These zamindars, who were vassals of their colonial masters, did not help to improve the agriculture sector but only wanted to reap its benefits. Even though economic conditions were degrading gradually, zamindars did not issue any rebates on tariffs. Moreover, such tariffs had unethical rules and guidelines that did not favour cultivators. For example, if cultivators did not pay their rent on time, the colonial leaders would repeal all of their rights. 

  • Forced Commercialisation

Even though there was a shortage of resources, the British rule insisted on widespread commercialisation to bring in more profits. Their objective was to make this industry evolve and undergo ‘cultivation for sale’ from the orthodox methods of ‘cultivation for self’. 

That led to the production of crops only for sale. In India, where the majority of cultivated crops were used for self-consumption were then sent to markets for sale. Brits also introduced the cultivation of commercial crops such as Indigo to enhance their profits. Even though Indigo is a favourable crop for a commercialised agriculture sector, it brought more harm to India as it damaged the fertility of soils in vast proportions.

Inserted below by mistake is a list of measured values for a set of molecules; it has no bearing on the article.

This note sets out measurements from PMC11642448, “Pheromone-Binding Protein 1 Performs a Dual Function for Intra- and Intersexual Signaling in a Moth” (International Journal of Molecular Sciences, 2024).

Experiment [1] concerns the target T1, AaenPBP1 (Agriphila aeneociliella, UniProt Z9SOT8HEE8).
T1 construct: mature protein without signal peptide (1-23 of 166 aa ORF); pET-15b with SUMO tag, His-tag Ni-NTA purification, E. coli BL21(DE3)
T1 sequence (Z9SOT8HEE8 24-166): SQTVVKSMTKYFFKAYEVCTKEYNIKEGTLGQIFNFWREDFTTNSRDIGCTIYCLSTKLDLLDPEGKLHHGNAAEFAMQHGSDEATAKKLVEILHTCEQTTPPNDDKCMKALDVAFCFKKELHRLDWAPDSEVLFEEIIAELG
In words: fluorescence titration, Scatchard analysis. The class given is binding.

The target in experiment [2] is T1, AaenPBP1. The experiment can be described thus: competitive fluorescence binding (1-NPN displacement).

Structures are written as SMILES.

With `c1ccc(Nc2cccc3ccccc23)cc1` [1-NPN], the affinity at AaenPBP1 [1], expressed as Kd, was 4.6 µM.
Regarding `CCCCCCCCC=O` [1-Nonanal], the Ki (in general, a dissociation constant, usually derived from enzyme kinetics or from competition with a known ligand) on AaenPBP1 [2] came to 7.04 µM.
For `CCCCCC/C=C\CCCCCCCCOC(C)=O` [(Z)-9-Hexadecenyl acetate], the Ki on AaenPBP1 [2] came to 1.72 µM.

• Partition

India’s partition into Pakistan and Bangladesh brought in a food crisis all over India as several crop-cultivating lands were now divided. Various rice-producing agricultural lands in Punjab, India then became a part of Pakistan. 

Features of Indian Agriculture on the Eve of Independence

There are various reasons behind the decline of the agricultural sector on the eve of the independence of India. They are –

  1. Fragmented Land Ownership

On the eve of independence, our Indian economy was known to be in an agro-state. Despite being a primary mean of livelihood, India’s agriculture sector was in a rapid decline. One of the main reasons behind it being scattered land owned by different individuals which made it even harder for cultivation.

  1. Outdated Technology